51
\$\begingroup\$

A lot (if not most) LEDs have some kind of small thickenings on their legs. Sometimes they are almost as wide as the leg itself and barely visible, sometimes they are twice as wide and instantly noticeable.

When present they seem to be the same on all legs, so I doubt they are used to indicate anode or cathode. The only explanations that come to mind are:

  1. They are a manufacturing by-product, possibly a place for holding LEDs during manufacture.

  2. They are designed to provide a bigger soldering surface.

Here's an image that shows them on both legs (sized 1 x 0.6mm):

enter image description here

They might not be specific to LEDs alone, but are commonly seen on them.

\$\endgroup\$
  • 19
    \$\begingroup\$ I always thought they were there to keep the LED from sitting too close to the PCB, or to keep them all at the same height above the PCB, but I must admit I haven't thought about it much. \$\endgroup\$ – ocrdu Sep 1 at 10:50
  • \$\begingroup\$ @ocrdu for the LED shown above the required hole diameter is likely 0.9mm - too large for the 0.6mm wide thickening to have an influence. \$\endgroup\$ – asdfex Sep 1 at 11:05
  • 1
    \$\begingroup\$ @asdfex they do however provide a nice positioning feature for consistent hand-assembly even if they go through the hole with reasonable ease - the diagram above shows a particularly subtle thickening, I admit \$\endgroup\$ – Chris H Sep 1 at 19:35
  • 1
    \$\begingroup\$ They are the LED's knees of course. \$\endgroup\$ – copper.hat Sep 2 at 19:05
86
\$\begingroup\$

From here this is what the leadframe looks like.

enter image description here

This is what they look like when they are molded in small scale production:

enter image description here

After this, the parts are separated but the die is made so that it does not weaken the lead, which means it has to be a bit wider in that area. So the remaining nubs are artifacts of the production process, like ejector pin marks on a molding.

| improve this answer | |
\$\endgroup\$
22
\$\begingroup\$

Your first guess is correct.

The leads are held together in a strip of lead frame, until individual LEDs and their leads are cut off.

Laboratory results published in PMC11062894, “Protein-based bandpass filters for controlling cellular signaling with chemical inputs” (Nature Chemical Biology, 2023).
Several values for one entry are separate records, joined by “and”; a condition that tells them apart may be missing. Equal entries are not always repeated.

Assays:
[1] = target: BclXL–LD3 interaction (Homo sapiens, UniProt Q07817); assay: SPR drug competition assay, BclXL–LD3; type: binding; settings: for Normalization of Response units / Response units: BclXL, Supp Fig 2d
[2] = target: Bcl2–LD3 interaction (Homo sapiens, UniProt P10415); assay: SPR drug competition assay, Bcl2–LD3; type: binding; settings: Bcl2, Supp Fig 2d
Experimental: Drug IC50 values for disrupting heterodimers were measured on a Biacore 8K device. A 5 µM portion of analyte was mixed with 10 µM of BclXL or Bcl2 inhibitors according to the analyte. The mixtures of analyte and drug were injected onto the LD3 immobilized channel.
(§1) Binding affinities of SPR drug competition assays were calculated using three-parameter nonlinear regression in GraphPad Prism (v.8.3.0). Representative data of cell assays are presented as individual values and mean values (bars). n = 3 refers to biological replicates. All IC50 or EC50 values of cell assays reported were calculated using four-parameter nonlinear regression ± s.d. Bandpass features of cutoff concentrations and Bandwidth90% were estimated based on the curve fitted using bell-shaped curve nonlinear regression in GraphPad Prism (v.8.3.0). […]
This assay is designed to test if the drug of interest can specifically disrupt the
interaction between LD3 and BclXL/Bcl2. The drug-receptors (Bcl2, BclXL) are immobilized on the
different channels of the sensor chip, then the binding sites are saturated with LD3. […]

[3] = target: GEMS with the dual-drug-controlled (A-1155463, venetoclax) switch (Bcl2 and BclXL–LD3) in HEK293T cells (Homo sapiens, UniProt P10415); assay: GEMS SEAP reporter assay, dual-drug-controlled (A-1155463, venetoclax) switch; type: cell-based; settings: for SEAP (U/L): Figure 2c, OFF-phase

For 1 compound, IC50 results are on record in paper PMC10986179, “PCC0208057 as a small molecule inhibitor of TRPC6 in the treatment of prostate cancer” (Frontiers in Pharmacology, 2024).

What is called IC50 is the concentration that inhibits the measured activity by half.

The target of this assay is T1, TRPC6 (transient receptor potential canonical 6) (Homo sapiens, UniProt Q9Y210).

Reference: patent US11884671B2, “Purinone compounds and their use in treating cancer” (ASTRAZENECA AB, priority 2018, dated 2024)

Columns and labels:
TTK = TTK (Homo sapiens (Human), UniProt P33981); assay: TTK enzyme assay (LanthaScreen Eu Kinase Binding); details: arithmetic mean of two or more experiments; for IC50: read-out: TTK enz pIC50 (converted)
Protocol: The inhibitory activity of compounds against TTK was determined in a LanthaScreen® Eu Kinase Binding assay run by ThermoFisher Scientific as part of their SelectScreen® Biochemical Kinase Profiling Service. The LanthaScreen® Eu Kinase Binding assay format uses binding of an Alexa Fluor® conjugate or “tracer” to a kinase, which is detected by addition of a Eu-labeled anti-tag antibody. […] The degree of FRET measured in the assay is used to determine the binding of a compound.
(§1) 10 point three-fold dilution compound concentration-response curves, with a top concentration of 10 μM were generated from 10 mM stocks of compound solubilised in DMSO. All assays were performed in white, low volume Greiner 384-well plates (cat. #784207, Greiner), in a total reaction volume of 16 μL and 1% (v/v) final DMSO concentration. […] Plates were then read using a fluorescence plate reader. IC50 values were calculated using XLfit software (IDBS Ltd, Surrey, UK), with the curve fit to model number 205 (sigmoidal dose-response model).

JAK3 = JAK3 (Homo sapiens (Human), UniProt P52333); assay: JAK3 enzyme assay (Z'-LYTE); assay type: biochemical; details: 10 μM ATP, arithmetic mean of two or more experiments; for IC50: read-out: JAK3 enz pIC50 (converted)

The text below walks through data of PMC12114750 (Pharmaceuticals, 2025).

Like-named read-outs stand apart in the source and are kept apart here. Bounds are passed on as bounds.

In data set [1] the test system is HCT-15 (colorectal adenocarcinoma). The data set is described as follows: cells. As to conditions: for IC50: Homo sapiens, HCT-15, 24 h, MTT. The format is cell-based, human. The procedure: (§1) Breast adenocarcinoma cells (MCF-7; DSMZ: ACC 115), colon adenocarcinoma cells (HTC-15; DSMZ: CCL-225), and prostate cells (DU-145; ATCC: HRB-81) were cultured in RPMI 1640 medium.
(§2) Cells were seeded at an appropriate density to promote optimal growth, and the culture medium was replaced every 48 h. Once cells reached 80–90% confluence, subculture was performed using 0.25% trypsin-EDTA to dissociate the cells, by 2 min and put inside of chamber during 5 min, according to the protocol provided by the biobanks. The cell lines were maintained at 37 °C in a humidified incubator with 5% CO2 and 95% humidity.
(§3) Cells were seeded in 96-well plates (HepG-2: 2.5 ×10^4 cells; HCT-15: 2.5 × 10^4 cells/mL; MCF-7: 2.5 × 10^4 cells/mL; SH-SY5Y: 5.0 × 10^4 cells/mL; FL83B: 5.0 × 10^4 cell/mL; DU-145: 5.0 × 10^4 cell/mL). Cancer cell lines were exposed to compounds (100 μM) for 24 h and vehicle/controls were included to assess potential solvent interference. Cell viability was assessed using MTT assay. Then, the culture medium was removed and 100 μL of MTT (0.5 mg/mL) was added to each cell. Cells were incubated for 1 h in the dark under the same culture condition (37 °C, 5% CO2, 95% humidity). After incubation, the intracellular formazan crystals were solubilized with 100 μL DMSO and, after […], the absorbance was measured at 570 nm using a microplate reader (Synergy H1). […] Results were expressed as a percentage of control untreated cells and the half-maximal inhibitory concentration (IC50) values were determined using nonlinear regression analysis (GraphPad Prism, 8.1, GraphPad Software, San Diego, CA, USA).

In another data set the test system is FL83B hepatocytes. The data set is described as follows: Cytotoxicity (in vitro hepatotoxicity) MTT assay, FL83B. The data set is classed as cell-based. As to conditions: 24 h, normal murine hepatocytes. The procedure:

| improve this answer | |
\$\endgroup\$
5
\$\begingroup\$

5mm LEDs can be made without flanges from lead frames that attach at the end instead and temporarily held in place during fabrication, then cut to specified lengths after factory separation.

The purpose of the flange is to promote a standoff gap between base and pad soldering @600’F. Without heatsink tools, the soldering heat velocity is 1mm/s along the lead and soldering time must be <5s preferably 3s to avoid heat damage to epoxy moisture seal on the base. Moisture ingress can damage life expectancy from corrosion. Clear epoxy is worse than black epoxy for moisture seals.

| improve this answer | |
\$\endgroup\$
  • 3
    \$\begingroup\$ Not sure why your answer was downvoted, but some references would probably make it better. I found this Cree datasheet that shows the same LED available in different versions, some with more pronounced "bumps" than others, and the respective part numbers have an "S" ("Standoff") or "N" ("No Standoff"). This seems to back up your assertion that the bumps are not only a byproduct of manufacturing but are sometimes intentionally included as a mechanical feature, like you said. \$\endgroup\$ – kwc Sep 3 at 3:47
  • 2
    \$\begingroup\$ @kwc, it looks like "standoff" does not always refer to these "bumps". Here you may see that both standoff and "bumps" are present on pictures, while here "bumps" are specifically referred to as standoffs (and "stopper" in Japanese, i think). So while they are a manufacturing by-products, as mentioned by other answers, they could indeed double as standoff. \$\endgroup\$ – HYBRID BEING Sep 3 at 15:13

Not the answer you're looking for? Browse other questions tagged or ask your own question.